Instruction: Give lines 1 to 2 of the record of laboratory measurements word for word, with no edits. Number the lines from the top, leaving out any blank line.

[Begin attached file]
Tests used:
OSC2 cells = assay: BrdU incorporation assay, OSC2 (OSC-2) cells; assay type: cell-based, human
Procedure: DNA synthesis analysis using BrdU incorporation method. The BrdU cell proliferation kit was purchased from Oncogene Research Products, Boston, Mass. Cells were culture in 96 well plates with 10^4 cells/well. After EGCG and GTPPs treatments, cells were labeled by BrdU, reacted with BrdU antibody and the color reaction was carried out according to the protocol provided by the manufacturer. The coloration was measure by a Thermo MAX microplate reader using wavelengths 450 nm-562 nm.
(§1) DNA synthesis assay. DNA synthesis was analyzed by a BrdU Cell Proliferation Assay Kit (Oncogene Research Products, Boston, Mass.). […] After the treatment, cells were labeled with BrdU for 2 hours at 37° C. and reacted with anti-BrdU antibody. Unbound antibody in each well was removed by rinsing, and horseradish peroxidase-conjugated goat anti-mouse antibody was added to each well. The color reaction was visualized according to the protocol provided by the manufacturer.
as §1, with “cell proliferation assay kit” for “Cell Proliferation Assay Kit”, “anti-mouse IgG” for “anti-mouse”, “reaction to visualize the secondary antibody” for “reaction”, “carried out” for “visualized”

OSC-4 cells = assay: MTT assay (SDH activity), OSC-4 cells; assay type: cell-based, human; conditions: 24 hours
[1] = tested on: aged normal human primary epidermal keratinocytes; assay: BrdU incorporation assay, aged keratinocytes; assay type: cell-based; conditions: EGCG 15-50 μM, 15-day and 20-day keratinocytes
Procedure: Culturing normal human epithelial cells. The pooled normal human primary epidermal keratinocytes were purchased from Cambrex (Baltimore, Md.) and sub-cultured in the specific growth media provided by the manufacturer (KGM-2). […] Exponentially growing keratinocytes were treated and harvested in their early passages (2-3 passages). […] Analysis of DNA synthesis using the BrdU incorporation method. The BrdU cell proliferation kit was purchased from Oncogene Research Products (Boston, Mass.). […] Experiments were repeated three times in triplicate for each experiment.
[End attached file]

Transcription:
Tests used:
OSC2 cells = assay: BrdU incorporation assay, OSC2 (OSC-2) cells; assay type: cell-based, human